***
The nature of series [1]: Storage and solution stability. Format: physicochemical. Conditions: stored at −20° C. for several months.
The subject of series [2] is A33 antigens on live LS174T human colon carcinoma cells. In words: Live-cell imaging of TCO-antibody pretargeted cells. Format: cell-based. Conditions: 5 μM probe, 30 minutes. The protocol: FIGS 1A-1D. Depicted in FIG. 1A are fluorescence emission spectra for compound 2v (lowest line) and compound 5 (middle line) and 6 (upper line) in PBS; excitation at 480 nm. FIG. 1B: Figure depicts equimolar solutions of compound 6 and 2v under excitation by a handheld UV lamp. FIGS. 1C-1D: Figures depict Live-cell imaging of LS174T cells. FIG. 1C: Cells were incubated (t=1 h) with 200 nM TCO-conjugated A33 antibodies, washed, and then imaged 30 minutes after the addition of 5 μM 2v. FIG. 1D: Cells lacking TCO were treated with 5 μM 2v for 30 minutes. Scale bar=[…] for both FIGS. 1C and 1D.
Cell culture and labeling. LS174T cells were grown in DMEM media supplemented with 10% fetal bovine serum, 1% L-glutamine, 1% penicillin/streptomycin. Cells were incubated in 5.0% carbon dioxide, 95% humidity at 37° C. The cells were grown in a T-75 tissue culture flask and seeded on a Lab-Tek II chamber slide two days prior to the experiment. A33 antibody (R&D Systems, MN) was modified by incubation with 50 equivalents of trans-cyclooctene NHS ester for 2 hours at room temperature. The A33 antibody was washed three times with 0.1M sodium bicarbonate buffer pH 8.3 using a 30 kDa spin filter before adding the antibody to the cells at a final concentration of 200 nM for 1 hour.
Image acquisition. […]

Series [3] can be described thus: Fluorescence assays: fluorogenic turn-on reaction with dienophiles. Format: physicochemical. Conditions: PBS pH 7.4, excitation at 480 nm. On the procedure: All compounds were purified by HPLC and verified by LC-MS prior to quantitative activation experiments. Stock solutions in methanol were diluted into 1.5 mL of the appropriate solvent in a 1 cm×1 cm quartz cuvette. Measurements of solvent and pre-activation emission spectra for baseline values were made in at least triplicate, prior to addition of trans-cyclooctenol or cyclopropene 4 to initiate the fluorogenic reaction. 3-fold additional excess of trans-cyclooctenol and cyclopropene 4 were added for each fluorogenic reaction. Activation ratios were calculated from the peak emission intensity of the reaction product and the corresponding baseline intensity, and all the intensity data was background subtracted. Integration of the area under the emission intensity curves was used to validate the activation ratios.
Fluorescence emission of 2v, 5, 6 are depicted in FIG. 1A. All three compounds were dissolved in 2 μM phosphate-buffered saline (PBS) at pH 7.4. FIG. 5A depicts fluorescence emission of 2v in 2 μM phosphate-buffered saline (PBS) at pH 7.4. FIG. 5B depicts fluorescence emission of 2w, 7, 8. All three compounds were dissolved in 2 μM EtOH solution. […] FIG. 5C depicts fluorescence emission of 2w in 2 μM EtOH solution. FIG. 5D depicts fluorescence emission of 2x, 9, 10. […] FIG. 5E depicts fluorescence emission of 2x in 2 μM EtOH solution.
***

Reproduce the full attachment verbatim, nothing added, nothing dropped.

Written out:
The nature of series [1]: Storage and solution stability. Format: physicochemical. Conditions: stored at −20° C. for several months.
The subject of series [2] is A33 antigens on live LS174T human colon carcinoma cells. In words: Live-cell imaging of TCO-antibody pretargeted cells. Format: cell-based. Conditions: 5 μM probe, 30 minutes. The protocol: FIGS 1A-1D. Depicted in FIG. 1A are fluorescence emission spectra for compound 2v (lowest line) and compound 5 (middle line) and 6 (upper line) in PBS; excitation at 480 nm. FIG. 1B: Figure depicts equimolar solutions of compound 6 and 2v under excitation by a handheld UV lamp. FIGS. 1C-1D: Figures depict Live-cell imaging of LS174T cells. FIG. 1C: Cells were incubated (t=1 h) with 200 nM TCO-conjugated A33 antibodies, washed, and then imaged 30 minutes after the addition of 5 μM 2v. FIG. 1D: Cells lacking TCO were treated with 5 μM 2v for 30 minutes. Scale bar=[…] for both FIGS. 1C and 1D.
Cell culture and labeling. LS174T cells were grown in DMEM media supplemented with 10% fetal bovine serum, 1% L-glutamine, 1% penicillin/streptomycin. Cells were incubated in 5.0% carbon dioxide, 95% humidity at 37° C. The cells were grown in a T-75 tissue culture flask and seeded on a Lab-Tek II chamber slide two days prior to the experiment. A33 antibody (R&D Systems, MN) was modified by incubation with 50 equivalents of trans-cyclooctene NHS ester for 2 hours at room temperature. The A33 antibody was washed three times with 0.1M sodium bicarbonate buffer pH 8.3 using a 30 kDa spin filter before adding the antibody to the cells at a final concentration of 200 nM for 1 hour.
Image acquisition. […]

Series [3] can be described thus: Fluorescence assays: fluorogenic turn-on reaction with dienophiles. Format: physicochemical. Conditions: PBS pH 7.4, excitation at 480 nm. On the procedure: All compounds were purified by HPLC and verified by LC-MS prior to quantitative activation experiments. Stock solutions in methanol were diluted into 1.5 mL of the appropriate solvent in a 1 cm×1 cm quartz cuvette. Measurements of solvent and pre-activation emission spectra for baseline values were made in at least triplicate, prior to addition of trans-cyclooctenol or cyclopropene 4 to initiate the fluorogenic reaction. 3-fold additional excess of trans-cyclooctenol and cyclopropene 4 were added for each fluorogenic reaction. Activation ratios were calculated from the peak emission intensity of the reaction product and the corresponding baseline intensity, and all the intensity data was background subtracted. Integration of the area under the emission intensity curves was used to validate the activation ratios.
Fluorescence emission of 2v, 5, 6 are depicted in FIG. 1A. All three compounds were dissolved in 2 μM phosphate-buffered saline (PBS) at pH 7.4. FIG. 5A depicts fluorescence emission of 2v in 2 μM phosphate-buffered saline (PBS) at pH 7.4. FIG. 5B depicts fluorescence emission of 2w, 7, 8. All three compounds were dissolved in 2 μM EtOH solution. […] FIG. 5C depicts fluorescence emission of 2w in 2 μM EtOH solution. FIG. 5D depicts fluorescence emission of 2x, 9, 10. […] FIG. 5E depicts fluorescence emission of 2x in 2 μM EtOH solution.